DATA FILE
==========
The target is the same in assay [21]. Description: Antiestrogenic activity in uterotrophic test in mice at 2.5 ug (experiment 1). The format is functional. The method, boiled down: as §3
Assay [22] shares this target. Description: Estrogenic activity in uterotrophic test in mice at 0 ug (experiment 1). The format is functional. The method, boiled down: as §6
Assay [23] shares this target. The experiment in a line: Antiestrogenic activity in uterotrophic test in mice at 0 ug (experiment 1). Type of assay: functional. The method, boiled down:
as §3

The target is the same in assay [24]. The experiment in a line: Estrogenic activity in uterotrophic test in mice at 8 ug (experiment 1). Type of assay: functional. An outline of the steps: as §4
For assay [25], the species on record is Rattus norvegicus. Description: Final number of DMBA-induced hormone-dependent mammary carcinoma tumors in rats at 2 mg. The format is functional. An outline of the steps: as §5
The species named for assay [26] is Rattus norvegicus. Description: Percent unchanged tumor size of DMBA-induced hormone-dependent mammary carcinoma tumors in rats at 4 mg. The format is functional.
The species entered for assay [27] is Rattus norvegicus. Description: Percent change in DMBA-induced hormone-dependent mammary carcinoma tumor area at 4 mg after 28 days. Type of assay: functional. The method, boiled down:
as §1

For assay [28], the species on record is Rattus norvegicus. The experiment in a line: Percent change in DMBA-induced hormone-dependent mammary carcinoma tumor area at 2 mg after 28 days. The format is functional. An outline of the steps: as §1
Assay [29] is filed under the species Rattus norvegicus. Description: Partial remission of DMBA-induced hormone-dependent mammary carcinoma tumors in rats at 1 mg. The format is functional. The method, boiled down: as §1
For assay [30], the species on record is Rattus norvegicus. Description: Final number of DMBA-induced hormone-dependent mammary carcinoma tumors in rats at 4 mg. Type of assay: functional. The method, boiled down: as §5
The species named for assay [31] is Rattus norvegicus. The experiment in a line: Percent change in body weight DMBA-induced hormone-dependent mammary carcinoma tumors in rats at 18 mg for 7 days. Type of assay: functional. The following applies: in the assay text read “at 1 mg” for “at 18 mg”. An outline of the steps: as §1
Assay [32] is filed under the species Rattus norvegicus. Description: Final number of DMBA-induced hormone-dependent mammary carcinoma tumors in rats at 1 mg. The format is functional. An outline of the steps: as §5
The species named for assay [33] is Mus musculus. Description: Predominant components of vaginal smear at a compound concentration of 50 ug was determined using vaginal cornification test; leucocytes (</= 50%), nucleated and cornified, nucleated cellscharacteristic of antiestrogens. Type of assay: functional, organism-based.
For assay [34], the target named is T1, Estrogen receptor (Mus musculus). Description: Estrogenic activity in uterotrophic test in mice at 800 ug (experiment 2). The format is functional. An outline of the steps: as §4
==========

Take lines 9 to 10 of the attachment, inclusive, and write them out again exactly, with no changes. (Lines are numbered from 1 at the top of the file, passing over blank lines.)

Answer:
as §1

For assay [28], the species on record is Rattus norvegicus. The experiment in a line: Percent change in DMBA-induced hormone-dependent mammary carcinoma tumor area at 2 mg after 28 days. The format is functional. An outline of the steps: as §1